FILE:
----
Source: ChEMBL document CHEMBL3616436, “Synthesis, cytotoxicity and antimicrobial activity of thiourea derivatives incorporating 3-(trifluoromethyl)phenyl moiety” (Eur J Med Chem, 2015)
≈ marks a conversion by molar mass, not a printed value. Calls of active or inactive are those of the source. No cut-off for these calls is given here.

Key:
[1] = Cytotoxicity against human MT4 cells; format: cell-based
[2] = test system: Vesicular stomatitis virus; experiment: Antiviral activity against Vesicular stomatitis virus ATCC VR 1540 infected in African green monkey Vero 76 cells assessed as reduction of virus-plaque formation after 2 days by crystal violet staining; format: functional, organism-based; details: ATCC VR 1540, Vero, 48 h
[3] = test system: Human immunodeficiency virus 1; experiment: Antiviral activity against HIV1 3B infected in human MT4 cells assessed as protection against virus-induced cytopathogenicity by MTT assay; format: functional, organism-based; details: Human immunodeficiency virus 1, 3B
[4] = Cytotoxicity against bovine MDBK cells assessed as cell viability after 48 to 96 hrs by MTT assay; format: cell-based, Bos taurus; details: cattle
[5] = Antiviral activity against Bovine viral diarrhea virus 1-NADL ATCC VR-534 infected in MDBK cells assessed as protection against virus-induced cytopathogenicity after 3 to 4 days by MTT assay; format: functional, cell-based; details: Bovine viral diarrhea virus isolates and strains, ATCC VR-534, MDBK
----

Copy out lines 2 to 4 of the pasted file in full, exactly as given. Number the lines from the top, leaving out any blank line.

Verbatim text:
≈ marks a conversion by molar mass, not a printed value. Calls of active or inactive are those of the source. No cut-off for these calls is given here.

Key:
[1] = Cytotoxicity against human MT4 cells; format: cell-based